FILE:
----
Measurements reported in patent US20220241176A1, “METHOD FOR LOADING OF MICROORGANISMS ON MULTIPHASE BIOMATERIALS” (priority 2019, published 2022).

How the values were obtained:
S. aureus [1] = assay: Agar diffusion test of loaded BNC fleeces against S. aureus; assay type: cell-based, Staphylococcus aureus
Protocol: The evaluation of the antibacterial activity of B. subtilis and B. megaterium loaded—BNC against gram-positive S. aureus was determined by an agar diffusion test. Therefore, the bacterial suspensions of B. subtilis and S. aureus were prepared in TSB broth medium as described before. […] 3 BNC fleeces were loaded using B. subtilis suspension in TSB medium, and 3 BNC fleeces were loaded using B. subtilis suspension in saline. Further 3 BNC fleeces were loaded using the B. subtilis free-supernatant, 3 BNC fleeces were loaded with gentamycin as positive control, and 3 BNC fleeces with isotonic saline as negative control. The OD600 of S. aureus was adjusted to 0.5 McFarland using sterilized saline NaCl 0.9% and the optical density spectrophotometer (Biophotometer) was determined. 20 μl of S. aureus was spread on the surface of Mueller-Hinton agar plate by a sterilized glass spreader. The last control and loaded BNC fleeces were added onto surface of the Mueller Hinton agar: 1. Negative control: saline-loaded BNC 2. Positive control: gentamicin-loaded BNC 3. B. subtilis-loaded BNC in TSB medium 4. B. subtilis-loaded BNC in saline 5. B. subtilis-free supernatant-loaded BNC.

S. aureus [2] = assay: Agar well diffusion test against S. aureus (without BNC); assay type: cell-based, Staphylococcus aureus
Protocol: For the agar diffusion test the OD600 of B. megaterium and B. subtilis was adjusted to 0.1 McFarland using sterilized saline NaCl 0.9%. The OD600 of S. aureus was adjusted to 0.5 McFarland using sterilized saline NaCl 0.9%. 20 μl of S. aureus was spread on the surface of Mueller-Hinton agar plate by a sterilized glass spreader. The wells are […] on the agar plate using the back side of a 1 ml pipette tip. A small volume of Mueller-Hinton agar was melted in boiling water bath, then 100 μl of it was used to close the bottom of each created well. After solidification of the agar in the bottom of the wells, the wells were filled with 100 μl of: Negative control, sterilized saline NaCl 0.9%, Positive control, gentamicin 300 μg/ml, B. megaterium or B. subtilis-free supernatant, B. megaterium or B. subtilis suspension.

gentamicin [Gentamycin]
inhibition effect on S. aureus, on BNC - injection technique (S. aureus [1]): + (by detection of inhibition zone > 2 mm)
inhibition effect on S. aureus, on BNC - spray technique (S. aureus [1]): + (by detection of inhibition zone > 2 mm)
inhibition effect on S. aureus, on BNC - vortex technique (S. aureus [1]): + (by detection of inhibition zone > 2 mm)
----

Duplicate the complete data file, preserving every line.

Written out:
Measurements reported in patent US20220241176A1, “METHOD FOR LOADING OF MICROORGANISMS ON MULTIPHASE BIOMATERIALS” (priority 2019, published 2022).

How the values were obtained:
S. aureus [1] = assay: Agar diffusion test of loaded BNC fleeces against S. aureus; assay type: cell-based, Staphylococcus aureus
Protocol: The evaluation of the antibacterial activity of B. subtilis and B. megaterium loaded—BNC against gram-positive S. aureus was determined by an agar diffusion test. Therefore, the bacterial suspensions of B. subtilis and S. aureus were prepared in TSB broth medium as described before. […] 3 BNC fleeces were loaded using B. subtilis suspension in TSB medium, and 3 BNC fleeces were loaded using B. subtilis suspension in saline. Further 3 BNC fleeces were loaded using the B. subtilis free-supernatant, 3 BNC fleeces were loaded with gentamycin as positive control, and 3 BNC fleeces with isotonic saline as negative control. The OD600 of S. aureus was adjusted to 0.5 McFarland using sterilized saline NaCl 0.9% and the optical density spectrophotometer (Biophotometer) was determined. 20 μl of S. aureus was spread on the surface of Mueller-Hinton agar plate by a sterilized glass spreader. The last control and loaded BNC fleeces were added onto surface of the Mueller Hinton agar: 1. Negative control: saline-loaded BNC 2. Positive control: gentamicin-loaded BNC 3. B. subtilis-loaded BNC in TSB medium 4. B. subtilis-loaded BNC in saline 5. B. subtilis-free supernatant-loaded BNC.

S. aureus [2] = assay: Agar well diffusion test against S. aureus (without BNC); assay type: cell-based, Staphylococcus aureus
Protocol: For the agar diffusion test the OD600 of B. megaterium and B. subtilis was adjusted to 0.1 McFarland using sterilized saline NaCl 0.9%. The OD600 of S. aureus was adjusted to 0.5 McFarland using sterilized saline NaCl 0.9%. 20 μl of S. aureus was spread on the surface of Mueller-Hinton agar plate by a sterilized glass spreader. The wells are […] on the agar plate using the back side of a 1 ml pipette tip. A small volume of Mueller-Hinton agar was melted in boiling water bath, then 100 μl of it was used to close the bottom of each created well. After solidification of the agar in the bottom of the wells, the wells were filled with 100 μl of: Negative control, sterilized saline NaCl 0.9%, Positive control, gentamicin 300 μg/ml, B. megaterium or B. subtilis-free supernatant, B. megaterium or B. subtilis suspension.

gentamicin [Gentamycin]
inhibition effect on S. aureus, on BNC - injection technique (S. aureus [1]): + (by detection of inhibition zone > 2 mm)
inhibition effect on S. aureus, on BNC - spray technique (S. aureus [1]): + (by detection of inhibition zone > 2 mm)
inhibition effect on S. aureus, on BNC - vortex technique (S. aureus [1]): + (by detection of inhibition zone > 2 mm)